Chicago’s awesome storytelling show You’re Being Ridiculous is celebrating PRIDE at Steppenwolf’s 1700 Theatre on June 20, 21, and 22 at 8 p.m. each night. The show is part of Lookout Series,an event that presents the work of artists and companies across genre and form. And I’m one of them!
I’ll be reading a new story at the Thursday, June 20, edition of You’re Being Ridiculous at Steppenwolf.
Join us to hear true stories from a stellar line-up of some of Chicago’s very best writers and storytellers. Tickets can be purchased here. Seating is limited, so be sure to reserve your seats today before it sells out! There’s a new group of readers every night (and YBR never disappoints), so maybe make a whole weekend of it, OK?
P.S. Right after I filed this story with my editor, I read about Mirabella Cuisine & Bar in Bon Appetit magazine. The Italian steakhouse is owned by an Ecuadoran immigrant who is carrying on the red sauce legacy of Chicago. I didn’t even know Chicago had a red sauce legacy… or that Mirabella was a hidden gem in my neighborhood that I pass almost every week on my Irving Park runs. Can’t wait to try it!
That’s my favorite thing about living in a city as big as Chicago. There’s an infinite amount of restaurants, art, people, culture, events, drag shows, book stores, et al, to discover here.
I’m jazzed (jazz-handed?) to have embroidery artwork and creative writing in the newest issue of CROWDED zine, a quarterly multimedia zine affiliated with The Crowd Theater, featuring written and visual work of Chicago artists.
The Issue #3 release party is tonight, May 11, at 8 p.m. in The Crowd Theater near Lakeview! Admission for tonight’s show is free, and you can purchase a zine there for $6. They’ll be taking cash, card, or Venmo exchanges @CrowdedZine. If you can’t make the show but would like a copy, Venmo $8 to @CrowdedZine with your address in the description and they’ll mail you your copy!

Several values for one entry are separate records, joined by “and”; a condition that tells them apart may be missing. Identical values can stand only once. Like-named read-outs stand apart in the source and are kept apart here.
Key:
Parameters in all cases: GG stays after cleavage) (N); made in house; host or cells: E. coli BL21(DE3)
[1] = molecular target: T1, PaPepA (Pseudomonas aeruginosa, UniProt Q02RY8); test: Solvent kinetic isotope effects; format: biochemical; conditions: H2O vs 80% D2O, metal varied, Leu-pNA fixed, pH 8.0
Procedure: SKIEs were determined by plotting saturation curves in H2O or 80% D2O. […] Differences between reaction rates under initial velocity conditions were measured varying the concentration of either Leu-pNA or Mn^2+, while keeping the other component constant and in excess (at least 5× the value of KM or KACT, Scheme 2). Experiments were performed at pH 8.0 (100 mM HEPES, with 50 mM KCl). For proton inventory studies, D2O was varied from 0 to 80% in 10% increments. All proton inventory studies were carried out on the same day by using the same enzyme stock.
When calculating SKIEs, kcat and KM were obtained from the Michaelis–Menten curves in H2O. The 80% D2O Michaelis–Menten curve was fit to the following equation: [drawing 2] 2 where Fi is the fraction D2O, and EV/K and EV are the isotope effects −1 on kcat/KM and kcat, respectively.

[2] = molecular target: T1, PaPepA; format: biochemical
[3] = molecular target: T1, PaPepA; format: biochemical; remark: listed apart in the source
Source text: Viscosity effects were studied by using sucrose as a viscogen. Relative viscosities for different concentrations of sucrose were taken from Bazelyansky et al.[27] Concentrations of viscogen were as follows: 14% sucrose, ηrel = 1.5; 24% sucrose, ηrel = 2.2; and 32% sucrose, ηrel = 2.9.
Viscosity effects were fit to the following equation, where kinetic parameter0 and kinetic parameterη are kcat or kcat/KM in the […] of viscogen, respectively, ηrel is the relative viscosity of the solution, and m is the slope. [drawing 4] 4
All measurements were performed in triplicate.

Technically, this book of essays from Rustbelt Publishing won’t be out until September 10, but you can pre-order your copy today for $20 here! I’m really excited to have my work included and can’t wait to get my hands (well, mostly my eyes) on it. Following, a description of the book from the publisher:
Chicago is famously a city of neighborhoods. Seventy-seven of them, formally; more than 200 in subjective, ever-changing fact. But what does that actually mean? The Chicago Neighborhood Guidebook, the latest in Belt’s series of idiosyncratic city guides (after Cleveland and Detroit), aims to explore community history and identity in a global city through essays, poems, photo essays, and art articulating the lived experience of its residents.
Edited by Belt senior editor Martha Bayne, the book builds on 2017’s critically acclaimed Rust Belt Chicago: An Anthology. What did one pizzeria mean to a boy growing up in Ashburn? How can South Shore encompass so much beauty and so much pain? What’s it like to live in the Loop? Who’s got a handle on the ever-shifting identity of West Ridge? All this and more in this lyrical, subjective, completely non-comprehensive guide to Chicago. Featuring work by Megan Stielstra, Audrey Petty, Alex V. Hernandez, Sebastián Hidalgo, Dmitry Samarov, Ed Marszewski, Lily Be, Jonathan Foiles, and many more.
My short piece is about three must-try tiki bars and restaurants in Chicago: Three Dots and a Dash in River North, Lost Lake in Logan Square, and Hala Kahiki Tiki Bar & Lounge in River Grove (worth the commute out to the ‘burbs, my Chi-town friends; this place has been tiki-ing since 1964 and claims to be the Midwest’s most authentic tiki bar).
Sober pals, don’t let the tiki-theme tempt you into not checking out these kitschy fun spots. Nonalcoholic treats abound. Example: Hala Kahiki’s zero proof Fruit Punch, a mix of passion fruit, housemade grenadine, housemade Orgeat, orange, pineapple, lemon, and lime.
Thumbing through the magazine has already garnered some travel ideas for us to conquer this summer, like taking a trek to Springfield, Illinois, to try the world-famous “hot dog on a stick” at The Cozy Dog Drive In. I guess I’m just a suck for anything corny! (Get it? Corn dog. Ha. Ha.) What are your big (or small) summer plans?